By Rebecca Stewart
The U.S. Department of Energy’s low-income Weatherization Assistance Program (WAP) created or retained more than 13,000 jobs in the fourth quarter of 2011, ranking second out of approximately 200 federal programs funded by the American Recovery and Reinvestment Act of 2009 (Recovery Act). Weatherization-related jobs employ highly trained, skilled technicians who install a wide variety of energy efficiency measures that encompass the building envelope, its heating and cooling systems, its electrical system, and electricity consuming appliances in low-income homes.
WAP has consistently ranked in the top ten for Recovery Act job creation and retention since tracking began in 2010. The Recovery Act granted $5 billion to the WAP network and the program reached a milestone in December 2011 by completing 600,000 weatherization upgrades three months ahead of the March 2012 target date. Nationwide, the weatherization of these 600,000 homes saved more than an estimated $320 million in energy costs in just the first year.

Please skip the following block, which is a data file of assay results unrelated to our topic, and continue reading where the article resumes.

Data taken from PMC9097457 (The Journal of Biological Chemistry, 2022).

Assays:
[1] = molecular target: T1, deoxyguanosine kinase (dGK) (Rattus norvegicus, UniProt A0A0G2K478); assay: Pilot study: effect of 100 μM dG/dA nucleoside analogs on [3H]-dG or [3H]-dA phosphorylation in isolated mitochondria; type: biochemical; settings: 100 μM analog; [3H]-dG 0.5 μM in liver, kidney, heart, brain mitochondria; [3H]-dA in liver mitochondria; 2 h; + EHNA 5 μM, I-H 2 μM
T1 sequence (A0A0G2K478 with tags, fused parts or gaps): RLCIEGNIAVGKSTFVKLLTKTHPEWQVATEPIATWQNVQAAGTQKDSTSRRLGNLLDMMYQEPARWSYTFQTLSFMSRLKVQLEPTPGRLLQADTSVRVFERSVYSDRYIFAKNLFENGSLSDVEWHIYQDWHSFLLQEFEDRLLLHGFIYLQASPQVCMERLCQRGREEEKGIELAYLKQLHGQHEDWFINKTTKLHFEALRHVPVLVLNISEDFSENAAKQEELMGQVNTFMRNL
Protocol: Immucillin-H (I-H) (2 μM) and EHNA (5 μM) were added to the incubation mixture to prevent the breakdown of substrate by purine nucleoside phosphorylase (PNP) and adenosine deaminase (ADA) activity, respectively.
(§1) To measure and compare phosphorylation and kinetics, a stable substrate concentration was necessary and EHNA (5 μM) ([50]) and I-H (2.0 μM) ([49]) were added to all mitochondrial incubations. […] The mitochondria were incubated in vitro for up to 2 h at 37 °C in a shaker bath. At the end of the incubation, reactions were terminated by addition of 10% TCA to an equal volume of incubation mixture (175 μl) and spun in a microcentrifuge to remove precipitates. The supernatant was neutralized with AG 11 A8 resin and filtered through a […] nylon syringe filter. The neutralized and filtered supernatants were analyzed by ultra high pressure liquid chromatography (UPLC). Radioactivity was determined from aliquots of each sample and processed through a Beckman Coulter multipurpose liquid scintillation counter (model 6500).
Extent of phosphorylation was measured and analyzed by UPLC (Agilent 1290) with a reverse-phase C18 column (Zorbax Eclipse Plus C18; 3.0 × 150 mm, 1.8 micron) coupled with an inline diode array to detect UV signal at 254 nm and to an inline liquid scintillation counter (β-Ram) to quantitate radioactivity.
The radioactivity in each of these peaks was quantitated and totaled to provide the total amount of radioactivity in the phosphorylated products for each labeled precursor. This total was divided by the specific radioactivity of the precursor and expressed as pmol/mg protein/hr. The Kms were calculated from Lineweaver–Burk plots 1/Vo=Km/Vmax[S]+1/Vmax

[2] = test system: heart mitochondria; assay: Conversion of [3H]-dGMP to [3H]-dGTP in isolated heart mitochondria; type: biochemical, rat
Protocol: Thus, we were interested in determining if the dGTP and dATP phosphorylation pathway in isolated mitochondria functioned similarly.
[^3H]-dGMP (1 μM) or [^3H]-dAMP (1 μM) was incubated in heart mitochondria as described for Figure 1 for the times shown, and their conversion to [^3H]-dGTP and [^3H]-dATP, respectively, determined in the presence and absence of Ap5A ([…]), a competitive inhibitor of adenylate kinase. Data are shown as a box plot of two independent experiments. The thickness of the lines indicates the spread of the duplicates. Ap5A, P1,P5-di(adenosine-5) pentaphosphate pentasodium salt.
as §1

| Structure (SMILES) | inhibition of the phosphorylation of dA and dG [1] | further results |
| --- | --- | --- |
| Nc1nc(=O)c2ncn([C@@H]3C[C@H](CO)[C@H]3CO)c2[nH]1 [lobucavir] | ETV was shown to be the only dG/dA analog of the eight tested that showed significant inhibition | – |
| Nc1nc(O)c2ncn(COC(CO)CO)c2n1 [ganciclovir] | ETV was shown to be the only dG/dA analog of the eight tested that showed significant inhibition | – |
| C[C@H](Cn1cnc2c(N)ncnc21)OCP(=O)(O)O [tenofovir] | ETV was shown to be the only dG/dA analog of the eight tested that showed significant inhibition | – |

Congress appropriated $68 million to WAP for 2012, far below the level required to sustain this newly trained weatherization workforce. This will force State and local agencies to lay off skilled workers and increase the ranks of the unemployed.
“To ensure the continued delivery of high-quality services to homes nationwide, Congress and the President must deliver adequate funds to the WAP. The program effectively reduces energy consumption in homes by up to 35 percent, saving families more than $400 on their heating and cooling bills in the first year alone,” said Steve Payne, State administrator of WAP for the state of Washington and President of NASCSP.
Weatherization works, both for the low-income families served and as a sound government investment towards America’s economic and energy security. As President Obama said in his State of the Union address on January 24, “The easiest way to save money is to waste less energy.” WAP provides significant energy savings for its recipients, employs skilled workers, and makes America’s homes more energy efficient and less dependent on foreign oil.